I have the notion that privileges set in mysql.user should reflect in information_schema.user_privileges but when I try to alter some privileges in mysql.user and queried information_schema.user_privileges they did not match? Am i understanding it wrong?

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The table mysql.user is a MyISAM table that contains maps global database privileges. These privileges are mapped into INFORMATION_SCHEMA.USER_PRIVILEGES when MySQL is started.

WARNING !!! Be careful running UPDATE commands against mysql.user. You could easily forget to run FLUSH PRIVILEGES;.

According to the MySQL Documentation on FLUSH PRIVILEGES

Reloads the privileges from the grant tables in the mysql database.

The server caches information in memory as a result of GRANT, CREATE USER, CREATE SERVER, and INSTALL PLUGIN statements. This memory is not released by the corresponding REVOKE, DROP USER, DROP SERVER, and UNINSTALL PLUGIN statements, so for a server that executes many instances of the statements that cause caching, there will be an increase in memory use. This cached memory can be freed with FLUSH PRIVILEGES.

When you execute GRANT and REVOKE commands, the following authentication tables are changed

  • mysql.user
  • mysql.db
  • mysql.tables_priv
  • mysql.columns_priv

FLUSH TABLES; is executed afterwards.

You really have to know the table layouts to understand how to change privileges manually.

For example, I created a user called pam@localhost with the following privileges

mysql> show grants for pam@localhost;
+------------------------------------------------------------------------------------------------------------+
| Grants for pam@localhost                                                                                   |
+------------------------------------------------------------------------------------------------------------+
| GRANT USAGE ON *.* TO 'pam'@'localhost' IDENTIFIED BY PASSWORD '*F925CA006C127B610C43AB06E16F92EF8712F90B' |
| GRANT SELECT, INSERT ON `edwards`.`pamela_tb1` TO 'pam'@'localhost'                                        |
| GRANT SELECT, INSERT ON `edwards`.`pamela_tb3` TO 'pam'@'localhost'                                        |
| GRANT SELECT, INSERT ON `edwards`.`pamela_tb2` TO 'pam'@'localhost'                                        |
+------------------------------------------------------------------------------------------------------------+
4 rows in set (0.00 sec)

mysql>

What does mysql.user look like for pam@localhost ?

mysql> select * from mysql.user where user='pam' and host='localhost'\G
*************************** 1. row ***************************
                  Host: localhost
                  User: pam
              Password: *F925CA006C127B610C43AB06E16F92EF8712F90B
           Select_priv: N
           Insert_priv: N
           Update_priv: N
           Delete_priv: N
           Create_priv: N
             Drop_priv: N
           Reload_priv: N
         Shutdown_priv: N
          Process_priv: N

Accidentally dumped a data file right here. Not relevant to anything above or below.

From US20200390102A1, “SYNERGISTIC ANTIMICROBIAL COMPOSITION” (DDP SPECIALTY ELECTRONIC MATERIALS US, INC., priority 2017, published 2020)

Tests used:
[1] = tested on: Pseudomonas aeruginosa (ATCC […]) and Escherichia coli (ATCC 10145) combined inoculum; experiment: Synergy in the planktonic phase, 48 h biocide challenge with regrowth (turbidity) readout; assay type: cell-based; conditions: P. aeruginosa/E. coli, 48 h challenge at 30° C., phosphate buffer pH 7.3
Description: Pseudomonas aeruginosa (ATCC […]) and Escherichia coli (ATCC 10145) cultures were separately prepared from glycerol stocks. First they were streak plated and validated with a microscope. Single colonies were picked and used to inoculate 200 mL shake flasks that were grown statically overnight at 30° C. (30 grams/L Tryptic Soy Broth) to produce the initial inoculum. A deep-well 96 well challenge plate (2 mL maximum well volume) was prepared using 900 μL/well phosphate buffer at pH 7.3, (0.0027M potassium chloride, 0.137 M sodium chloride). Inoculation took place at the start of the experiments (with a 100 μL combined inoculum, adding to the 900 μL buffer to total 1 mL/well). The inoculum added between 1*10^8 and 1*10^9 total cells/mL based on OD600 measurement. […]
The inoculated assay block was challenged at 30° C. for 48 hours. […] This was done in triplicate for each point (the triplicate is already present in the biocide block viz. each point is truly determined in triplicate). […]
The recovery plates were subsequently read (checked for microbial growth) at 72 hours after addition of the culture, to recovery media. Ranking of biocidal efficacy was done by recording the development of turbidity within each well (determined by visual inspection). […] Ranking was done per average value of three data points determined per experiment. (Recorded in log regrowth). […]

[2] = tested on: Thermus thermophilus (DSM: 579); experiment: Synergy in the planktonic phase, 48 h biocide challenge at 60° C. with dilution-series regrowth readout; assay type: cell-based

File_priv: N
            Grant_priv: N
       References_priv: N
            Index_priv: N
            Alter_priv: N
          Show_db_priv: N
            Super_priv: N
 Create_tmp_table_priv: N
      Lock_tables_priv: N
          Execute_priv: N
       Repl_slave_priv: N
      Repl_client_priv: N
      Create_view_priv: N
        Show_view_priv: N
   Create_routine_priv: N
    Alter_routine_priv: N
      Create_user_priv: N
            Event_priv: N
          Trigger_priv: N
Create_tablespace_priv: N
              ssl_type:
            ssl_cipher:
           x509_issuer:
          x509_subject:
         max_questions: 0
           max_updates: 0
       max_connections: 0
  max_user_connections: 0
                plugin: mysql_native_password
 authentication_string:
      password_expired: N
1 row in set (0.00 sec)

mysql>

What ??? Where are the SELECT privileges ???

They are located in mysql.tables_priv

mysql> select * from mysql.tables_priv where user='pam' and host='localhost'\G
*************************** 1. row ***************************
       Host: localhost
         Db: edwards
       User: pam
 Table_name: pamela_tb1
    Grantor: redwards@localhost
  Timestamp: 0000-00-00 00:00:00
 Table_priv: Select,Insert
Column_priv:
*************************** 2. row ***************************
       Host: localhost
         Db: edwards
       User: pam
 Table_name: pamela_tb2
    Grantor: redwards@localhost
  Timestamp: 0000-00-00 00:00:00
 Table_priv: Select,Insert
Column_priv:
*************************** 3. row ***************************
       Host: localhost
         Db: edwards
       User: pam
 Table_name: pamela_tb3
    Grantor: redwards@localhost
  Timestamp: 0000-00-00 00:00:00
 Table_priv: Select,Insert
Column_priv:
3 rows in set (0.00 sec)

mysql>

This is how mysqld expects user privileges to be organized and distributed in the grant tables.

If you update all the privileges in mysql.user for pam@localhost to 'Y' and run FLUSH PRIVILEGES;, you will elevate pam@localhost to a global superuser.

This is why you are better off doing GRANT and REVOKE and trusting mysqld to get it right.

INFORMATION_SCHEMA provides access to database metadata, information about the MySQL server such as the name of a database or table, the data type of a column, or access privileges. Other terms that are sometimes used for this information are data dictionary and system catalog.

Source - http://dev.mysql.com/doc/refman/5.5/en/information-schema.html

You should be taking at the proper commands for modifying accounts and flush PRIVILEGES to reload the PRIVILEGES.

The I_S USER_PRIVILEGES table provides information about global privileges. This information comes from the mysql.user grant table. This is a nonstandard table. It takes its values from the mysql.user table.

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